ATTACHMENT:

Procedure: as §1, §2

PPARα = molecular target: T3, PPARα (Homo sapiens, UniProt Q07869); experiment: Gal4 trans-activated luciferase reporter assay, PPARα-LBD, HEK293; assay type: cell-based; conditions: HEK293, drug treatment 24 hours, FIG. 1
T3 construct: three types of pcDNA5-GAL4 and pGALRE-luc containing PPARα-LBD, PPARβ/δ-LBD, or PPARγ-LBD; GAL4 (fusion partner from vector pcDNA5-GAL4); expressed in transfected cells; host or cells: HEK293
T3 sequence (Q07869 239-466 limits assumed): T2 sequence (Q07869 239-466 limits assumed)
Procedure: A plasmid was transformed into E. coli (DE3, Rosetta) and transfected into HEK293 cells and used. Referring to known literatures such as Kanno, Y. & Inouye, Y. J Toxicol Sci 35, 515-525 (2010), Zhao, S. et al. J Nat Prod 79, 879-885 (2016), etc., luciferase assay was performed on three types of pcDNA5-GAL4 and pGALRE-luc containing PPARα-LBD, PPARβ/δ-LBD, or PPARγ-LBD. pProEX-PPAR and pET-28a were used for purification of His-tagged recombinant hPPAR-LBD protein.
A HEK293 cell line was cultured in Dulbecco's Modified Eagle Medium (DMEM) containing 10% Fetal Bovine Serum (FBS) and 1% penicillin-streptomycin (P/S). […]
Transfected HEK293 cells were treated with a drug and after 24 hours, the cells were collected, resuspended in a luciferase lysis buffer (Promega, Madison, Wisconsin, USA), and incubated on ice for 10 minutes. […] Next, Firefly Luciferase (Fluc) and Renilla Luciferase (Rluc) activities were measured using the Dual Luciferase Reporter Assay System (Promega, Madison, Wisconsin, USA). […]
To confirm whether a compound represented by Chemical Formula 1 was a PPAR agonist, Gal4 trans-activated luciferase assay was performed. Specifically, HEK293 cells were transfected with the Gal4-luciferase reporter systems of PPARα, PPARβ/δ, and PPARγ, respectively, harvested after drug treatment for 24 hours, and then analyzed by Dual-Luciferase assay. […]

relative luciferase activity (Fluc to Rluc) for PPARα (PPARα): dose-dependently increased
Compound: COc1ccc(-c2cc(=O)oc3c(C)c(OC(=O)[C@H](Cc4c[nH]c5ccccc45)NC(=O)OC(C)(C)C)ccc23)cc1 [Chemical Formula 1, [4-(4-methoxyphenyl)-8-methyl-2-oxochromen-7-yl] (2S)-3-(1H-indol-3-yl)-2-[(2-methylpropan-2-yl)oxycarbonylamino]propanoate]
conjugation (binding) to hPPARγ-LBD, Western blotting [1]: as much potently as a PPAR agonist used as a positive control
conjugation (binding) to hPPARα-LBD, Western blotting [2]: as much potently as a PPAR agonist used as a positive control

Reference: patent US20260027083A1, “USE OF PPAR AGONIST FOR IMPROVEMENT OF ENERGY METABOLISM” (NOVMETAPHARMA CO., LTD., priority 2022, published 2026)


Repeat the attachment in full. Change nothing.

Procedure: as §1, §2

PPARα = molecular target: T3, PPARα (Homo sapiens, UniProt Q07869); experiment: Gal4 trans-activated luciferase reporter assay, PPARα-LBD, HEK293; assay type: cell-based; conditions: HEK293, drug treatment 24 hours, FIG. 1
T3 construct: three types of pcDNA5-GAL4 and pGALRE-luc containing PPARα-LBD, PPARβ/δ-LBD, or PPARγ-LBD; GAL4 (fusion partner from vector pcDNA5-GAL4); expressed in transfected cells; host or cells: HEK293
T3 sequence (Q07869 239-466 limits assumed): T2 sequence (Q07869 239-466 limits assumed)
Procedure: A plasmid was transformed into E. coli (DE3, Rosetta) and transfected into HEK293 cells and used. Referring to known literatures such as Kanno, Y. & Inouye, Y. J Toxicol Sci 35, 515-525 (2010), Zhao, S. et al. J Nat Prod 79, 879-885 (2016), etc., luciferase assay was performed on three types of pcDNA5-GAL4 and pGALRE-luc containing PPARα-LBD, PPARβ/δ-LBD, or PPARγ-LBD. pProEX-PPAR and pET-28a were used for purification of His-tagged recombinant hPPAR-LBD protein.
A HEK293 cell line was cultured in Dulbecco's Modified Eagle Medium (DMEM) containing 10% Fetal Bovine Serum (FBS) and 1% penicillin-streptomycin (P/S). […]
Transfected HEK293 cells were treated with a drug and after 24 hours, the cells were collected, resuspended in a luciferase lysis buffer (Promega, Madison, Wisconsin, USA), and incubated on ice for 10 minutes. […] Next, Firefly Luciferase (Fluc) and Renilla Luciferase (Rluc) activities were measured using the Dual Luciferase Reporter Assay System (Promega, Madison, Wisconsin, USA). […]
To confirm whether a compound represented by Chemical Formula 1 was a PPAR agonist, Gal4 trans-activated luciferase assay was performed. Specifically, HEK293 cells were transfected with the Gal4-luciferase reporter systems of PPARα, PPARβ/δ, and PPARγ, respectively, harvested after drug treatment for 24 hours, and then analyzed by Dual-Luciferase assay. […]

relative luciferase activity (Fluc to Rluc) for PPARα (PPARα): dose-dependently increased
Compound: COc1ccc(-c2cc(=O)oc3c(C)c(OC(=O)[C@H](Cc4c[nH]c5ccccc45)NC(=O)OC(C)(C)C)ccc23)cc1 [Chemical Formula 1, [4-(4-methoxyphenyl)-8-methyl-2-oxochromen-7-yl] (2S)-3-(1H-indol-3-yl)-2-[(2-methylpropan-2-yl)oxycarbonylamino]propanoate]
conjugation (binding) to hPPARγ-LBD, Western blotting [1]: as much potently as a PPAR agonist used as a positive control
conjugation (binding) to hPPARα-LBD, Western blotting [2]: as much potently as a PPAR agonist used as a positive control

Reference: patent US20260027083A1, “USE OF PPAR AGONIST FOR IMPROVEMENT OF ENERGY METABOLISM” (NOVMETAPHARMA CO., LTD., priority 2022, published 2026)